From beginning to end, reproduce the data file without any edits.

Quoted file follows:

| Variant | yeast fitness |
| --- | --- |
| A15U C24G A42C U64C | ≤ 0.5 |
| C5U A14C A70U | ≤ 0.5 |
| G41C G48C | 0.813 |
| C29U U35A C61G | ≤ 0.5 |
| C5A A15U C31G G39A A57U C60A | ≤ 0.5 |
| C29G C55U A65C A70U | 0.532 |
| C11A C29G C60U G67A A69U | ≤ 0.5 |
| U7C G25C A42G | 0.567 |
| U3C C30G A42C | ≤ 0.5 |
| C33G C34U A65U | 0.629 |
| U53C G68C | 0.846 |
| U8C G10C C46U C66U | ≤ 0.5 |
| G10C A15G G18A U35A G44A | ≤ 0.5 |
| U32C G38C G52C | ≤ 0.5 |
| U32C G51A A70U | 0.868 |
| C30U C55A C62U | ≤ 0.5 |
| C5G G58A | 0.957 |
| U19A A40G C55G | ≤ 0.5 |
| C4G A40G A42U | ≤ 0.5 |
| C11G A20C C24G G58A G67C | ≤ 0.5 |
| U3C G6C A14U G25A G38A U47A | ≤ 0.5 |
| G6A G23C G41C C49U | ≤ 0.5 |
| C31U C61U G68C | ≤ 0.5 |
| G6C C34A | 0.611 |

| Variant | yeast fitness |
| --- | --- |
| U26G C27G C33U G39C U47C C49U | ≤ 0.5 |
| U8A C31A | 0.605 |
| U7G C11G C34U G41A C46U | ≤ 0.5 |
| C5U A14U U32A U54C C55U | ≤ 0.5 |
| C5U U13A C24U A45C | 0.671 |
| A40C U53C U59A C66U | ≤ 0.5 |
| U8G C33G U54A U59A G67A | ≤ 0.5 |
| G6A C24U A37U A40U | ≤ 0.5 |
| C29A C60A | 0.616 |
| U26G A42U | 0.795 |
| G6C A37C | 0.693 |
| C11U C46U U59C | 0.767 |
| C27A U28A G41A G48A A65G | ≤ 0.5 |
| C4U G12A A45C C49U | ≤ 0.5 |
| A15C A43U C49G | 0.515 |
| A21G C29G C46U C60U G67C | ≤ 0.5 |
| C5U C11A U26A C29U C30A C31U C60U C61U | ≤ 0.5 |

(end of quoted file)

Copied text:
| Variant | yeast fitness |
| --- | --- |
| A15U C24G A42C U64C | ≤ 0.5 |
| C5U A14C A70U | ≤ 0.5 |
| G41C G48C | 0.813 |
| C29U U35A C61G | ≤ 0.5 |
| C5A A15U C31G G39A A57U C60A | ≤ 0.5 |
| C29G C55U A65C A70U | 0.532 |
| C11A C29G C60U G67A A69U | ≤ 0.5 |
| U7C G25C A42G | 0.567 |
| U3C C30G A42C | ≤ 0.5 |
| C33G C34U A65U | 0.629 |
| U53C G68C | 0.846 |
| U8C G10C C46U C66U | ≤ 0.5 |
| G10C A15G G18A U35A G44A | ≤ 0.5 |
| U32C G38C G52C | ≤ 0.5 |
| U32C G51A A70U | 0.868 |
| C30U C55A C62U | ≤ 0.5 |
| C5G G58A | 0.957 |
| U19A A40G C55G | ≤ 0.5 |
| C4G A40G A42U | ≤ 0.5 |
| C11G A20C C24G G58A G67C | ≤ 0.5 |
| U3C G6C A14U G25A G38A U47A | ≤ 0.5 |
| G6A G23C G41C C49U | ≤ 0.5 |
| C31U C61U G68C | ≤ 0.5 |
| G6C C34A | 0.611 |

| Variant | yeast fitness |
| --- | --- |
| U26G C27G C33U G39C U47C C49U | ≤ 0.5 |
| U8A C31A | 0.605 |
| U7G C11G C34U G41A C46U | ≤ 0.5 |
| C5U A14U U32A U54C C55U | ≤ 0.5 |
| C5U U13A C24U A45C | 0.671 |
| A40C U53C U59A C66U | ≤ 0.5 |
| U8G C33G U54A U59A G67A | ≤ 0.5 |
| G6A C24U A37U A40U | ≤ 0.5 |
| C29A C60A | 0.616 |
| U26G A42U | 0.795 |
| G6C A37C | 0.693 |
| C11U C46U U59C | 0.767 |
| C27A U28A G41A G48A A65G | ≤ 0.5 |
| C4U G12A A45C C49U | ≤ 0.5 |
| A15C A43U C49G | 0.515 |
| A21G C29G C46U C60U G67C | ≤ 0.5 |
| C5U C11A U26A C29U C30A C31U C60U C61U | ≤ 0.5 |